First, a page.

War films have evolved over the past century, beginning around the turn of the 20th century with audiences not focusing on the human costs, but rather on the idea that war is necessary for mankind to progress. War films, in particular, have been used to show how Americans will fight for their “way of life” as was seen in movies like All Quiet on the Western Front and The Big Parade.
As time has progressed, more films have focused more on humanizing soldiers
and showing that war is not a means to an end, but rather a way of living. It’s important to note that this isn’t necessarily new; it’s just a new way of looking at war films that have influence by technology and other aspects of society.
The way that Reel Craze is show today doesn’t necessarily fit into a neat timeline–it varies depending on what decade you’re looking at. The following are some key moments in American cinema where audiences applauded a change in film content or praised specific films based.
The earliest war films
The first war films didn’t focus on the human cost of war until after World War One. This was large because World War One had an impact on the American consciousness and changed how Americans, particularly those in high-ranking positions, viewed the world.
In All Quiet on the Western Front and The Big Parade, audiences were able to see the effects of war for soldiers rather than for civilians. In both movies, soldiers came to see that their society wasn’t worth fighting for–in some cases promoting pacifism.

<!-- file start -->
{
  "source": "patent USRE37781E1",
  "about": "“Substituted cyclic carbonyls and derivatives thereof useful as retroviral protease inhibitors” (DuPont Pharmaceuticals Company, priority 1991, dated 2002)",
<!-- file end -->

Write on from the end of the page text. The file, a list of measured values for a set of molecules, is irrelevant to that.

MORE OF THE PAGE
War film in the 1940s
The first significant change in war films’ evolution came in the 1940s. This was when a change in film content began to shift towards the idea that war is not always necessary
and it is possible to have a better life outside of wartime. This was seen with films like The Best Years of Our Lives, which won the Academy Award for best picture during this time.
War films in the 1950s
The 1950s were a time of change. Reelcraze like The Best Years of Our Lives, From Here to Eternity,
and The Red Badge of Courage focused on changes happening in society in World War II, the Korean War, and the Civil War respectively.
In 1954, John Huston released The Man Who Would Be King. The film was set during the 1800s in Afghanistan
and portrayed the British as saviors against the tyranny of the Pashtun people. It was well-received at the time because it shows that war could justify through an emotional connection with soldiers who are fighting for what they believe in.
In 1957, John Ford released Sergeant Rutledge which was an adaptation of one of James Michener’s novels about a black soldier
who is kill for “insubordination” just before World War II ends. It showed how racism during this time period affected white soldiers as well as black soldiers due to racist remarks made by their commanding officers. This led to a larger appreciation for black soldiers during this time period.